To college and university chancellors and presidents, let us know we work in a place of peace, safety, and open dialog

With some assistance, I've been working on the following. These are my words but also the words of others. It's rough, but it makes a point.

Dear Chancellor,

I write this as a proud member of the UM-Flint faculty to express both my dismay at the repressive use of force against students at the University of California-Davis and at Baruch College - City University of New York and to make a heartfelt request that you make a public statement of support for campus community members' right to protest in public spaces. 

I also write this as an instructor in a university-wide program that encourages and requires students to use the arts of rhetoric and writing to persuade, to think, and to make their voices heard. As such, I am saddened and outraged that students in US colleges and universities are being met with pepper spray and riot shields when they choose to peacefully exercise what they have learned. Furthermore, I worry that our students, staff, faculty, and management may be watching the UC-Davis video (which has gone viral) or footage of last night's clash between police and students at Baruch College-CUNY and be concerned about what may happen on the UM-Flint campus should they choose to speak their minds.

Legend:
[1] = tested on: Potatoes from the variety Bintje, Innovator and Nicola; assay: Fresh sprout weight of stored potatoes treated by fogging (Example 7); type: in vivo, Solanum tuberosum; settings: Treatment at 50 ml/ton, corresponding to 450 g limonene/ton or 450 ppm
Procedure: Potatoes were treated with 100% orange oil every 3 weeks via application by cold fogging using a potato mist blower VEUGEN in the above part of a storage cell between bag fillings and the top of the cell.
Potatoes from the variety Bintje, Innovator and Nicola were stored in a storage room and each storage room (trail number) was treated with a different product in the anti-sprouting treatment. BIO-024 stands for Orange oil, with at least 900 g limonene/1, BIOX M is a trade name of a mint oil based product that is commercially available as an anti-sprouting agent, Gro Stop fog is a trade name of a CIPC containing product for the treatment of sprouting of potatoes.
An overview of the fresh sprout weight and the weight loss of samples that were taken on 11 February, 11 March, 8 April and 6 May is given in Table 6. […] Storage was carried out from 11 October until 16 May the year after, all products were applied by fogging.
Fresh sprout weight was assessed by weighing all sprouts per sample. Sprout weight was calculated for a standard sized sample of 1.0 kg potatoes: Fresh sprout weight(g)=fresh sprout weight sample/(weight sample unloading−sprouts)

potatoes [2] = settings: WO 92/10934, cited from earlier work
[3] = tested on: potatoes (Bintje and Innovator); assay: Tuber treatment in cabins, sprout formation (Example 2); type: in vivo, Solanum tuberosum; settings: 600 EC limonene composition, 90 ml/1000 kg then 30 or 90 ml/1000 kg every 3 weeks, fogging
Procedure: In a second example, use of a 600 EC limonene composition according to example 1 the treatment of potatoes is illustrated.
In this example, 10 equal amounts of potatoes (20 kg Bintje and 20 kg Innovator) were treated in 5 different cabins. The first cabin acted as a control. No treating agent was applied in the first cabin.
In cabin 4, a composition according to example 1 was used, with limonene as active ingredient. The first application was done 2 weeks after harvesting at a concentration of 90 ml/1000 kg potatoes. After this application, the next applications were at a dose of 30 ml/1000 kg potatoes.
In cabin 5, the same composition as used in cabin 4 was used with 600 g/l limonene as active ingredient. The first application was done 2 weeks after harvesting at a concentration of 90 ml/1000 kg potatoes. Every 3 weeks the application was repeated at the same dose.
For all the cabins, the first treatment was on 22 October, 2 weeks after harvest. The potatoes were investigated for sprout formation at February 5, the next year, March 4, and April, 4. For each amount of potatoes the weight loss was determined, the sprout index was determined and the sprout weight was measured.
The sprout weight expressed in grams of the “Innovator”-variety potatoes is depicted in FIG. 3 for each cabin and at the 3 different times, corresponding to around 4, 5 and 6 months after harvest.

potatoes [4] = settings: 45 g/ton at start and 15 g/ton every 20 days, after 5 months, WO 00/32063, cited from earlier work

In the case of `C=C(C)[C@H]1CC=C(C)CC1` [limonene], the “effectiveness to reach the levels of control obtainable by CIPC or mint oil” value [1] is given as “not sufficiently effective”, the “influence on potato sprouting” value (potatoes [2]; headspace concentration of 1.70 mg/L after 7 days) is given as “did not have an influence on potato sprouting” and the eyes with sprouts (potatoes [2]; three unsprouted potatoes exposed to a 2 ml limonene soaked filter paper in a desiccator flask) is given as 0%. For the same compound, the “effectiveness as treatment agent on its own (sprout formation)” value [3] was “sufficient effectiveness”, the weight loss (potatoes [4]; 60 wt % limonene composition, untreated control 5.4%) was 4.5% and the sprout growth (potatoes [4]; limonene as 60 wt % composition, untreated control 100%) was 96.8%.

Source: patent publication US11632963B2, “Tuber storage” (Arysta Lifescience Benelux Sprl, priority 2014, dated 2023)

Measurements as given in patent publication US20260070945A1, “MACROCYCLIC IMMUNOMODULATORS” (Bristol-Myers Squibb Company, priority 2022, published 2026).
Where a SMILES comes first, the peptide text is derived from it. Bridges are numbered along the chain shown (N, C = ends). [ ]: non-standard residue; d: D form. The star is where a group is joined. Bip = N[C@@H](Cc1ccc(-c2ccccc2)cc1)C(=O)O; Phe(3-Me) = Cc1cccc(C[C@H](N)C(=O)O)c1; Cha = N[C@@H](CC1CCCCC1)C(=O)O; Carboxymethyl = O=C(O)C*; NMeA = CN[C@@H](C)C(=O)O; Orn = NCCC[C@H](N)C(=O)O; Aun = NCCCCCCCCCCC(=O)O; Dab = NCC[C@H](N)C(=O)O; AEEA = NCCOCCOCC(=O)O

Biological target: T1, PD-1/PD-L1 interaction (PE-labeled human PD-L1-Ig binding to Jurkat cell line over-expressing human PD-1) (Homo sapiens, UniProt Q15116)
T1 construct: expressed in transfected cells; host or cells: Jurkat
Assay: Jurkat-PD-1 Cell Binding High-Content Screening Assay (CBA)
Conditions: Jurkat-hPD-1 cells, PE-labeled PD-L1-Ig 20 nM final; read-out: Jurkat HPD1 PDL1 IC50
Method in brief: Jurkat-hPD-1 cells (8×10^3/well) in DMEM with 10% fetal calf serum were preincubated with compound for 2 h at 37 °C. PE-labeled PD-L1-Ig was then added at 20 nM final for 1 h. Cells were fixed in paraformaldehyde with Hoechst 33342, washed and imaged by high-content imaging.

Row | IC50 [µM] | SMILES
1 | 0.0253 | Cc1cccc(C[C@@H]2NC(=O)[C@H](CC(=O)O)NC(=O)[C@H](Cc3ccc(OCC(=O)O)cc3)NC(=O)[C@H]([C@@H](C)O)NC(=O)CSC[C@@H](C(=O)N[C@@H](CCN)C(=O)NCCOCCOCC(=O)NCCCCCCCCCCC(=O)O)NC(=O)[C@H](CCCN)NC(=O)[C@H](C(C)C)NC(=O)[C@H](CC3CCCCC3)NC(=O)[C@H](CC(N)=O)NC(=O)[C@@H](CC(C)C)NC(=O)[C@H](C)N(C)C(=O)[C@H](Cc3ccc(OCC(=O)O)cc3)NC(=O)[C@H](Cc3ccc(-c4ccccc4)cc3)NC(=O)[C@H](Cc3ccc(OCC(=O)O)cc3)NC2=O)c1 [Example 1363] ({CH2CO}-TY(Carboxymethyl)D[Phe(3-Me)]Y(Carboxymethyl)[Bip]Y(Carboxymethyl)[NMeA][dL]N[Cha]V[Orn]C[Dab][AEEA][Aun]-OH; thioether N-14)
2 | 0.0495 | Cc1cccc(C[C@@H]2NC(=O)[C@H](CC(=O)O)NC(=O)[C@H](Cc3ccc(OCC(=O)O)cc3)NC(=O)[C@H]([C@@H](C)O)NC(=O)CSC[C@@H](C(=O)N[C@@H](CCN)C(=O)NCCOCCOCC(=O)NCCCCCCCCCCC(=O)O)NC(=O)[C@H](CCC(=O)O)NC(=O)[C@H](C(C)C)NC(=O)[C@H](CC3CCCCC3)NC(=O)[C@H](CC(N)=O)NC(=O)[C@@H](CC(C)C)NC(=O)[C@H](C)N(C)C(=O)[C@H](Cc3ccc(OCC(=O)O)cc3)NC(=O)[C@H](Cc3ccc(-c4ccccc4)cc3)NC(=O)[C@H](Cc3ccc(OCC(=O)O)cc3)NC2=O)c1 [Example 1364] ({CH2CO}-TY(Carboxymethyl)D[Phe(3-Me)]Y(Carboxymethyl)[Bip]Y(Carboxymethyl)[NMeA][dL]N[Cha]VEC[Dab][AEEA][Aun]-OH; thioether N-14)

In the wake of events at Penn State University, you sent an important message to the campus community. In the wake of events at UC-Davis and Baruch College-CUNY, I think it important to send another important message. I ask, then, that you write an open letter of assurance that students, staff, faculty, and management will be safe if we choose to protest on our campus and that, rather than meeting any protests with violence, you will use them as an opportunity to engage in dialogue about our concerns. I trust your fundamental humanity and fairness; please share that with our community, so we know we can be thankful that we attend and work for a university that is a place of peace, safety, and open dialog. 

Extending you best wishes for a happy Thanksgiving,
Dr. James Schirmer
Assistant Professor of English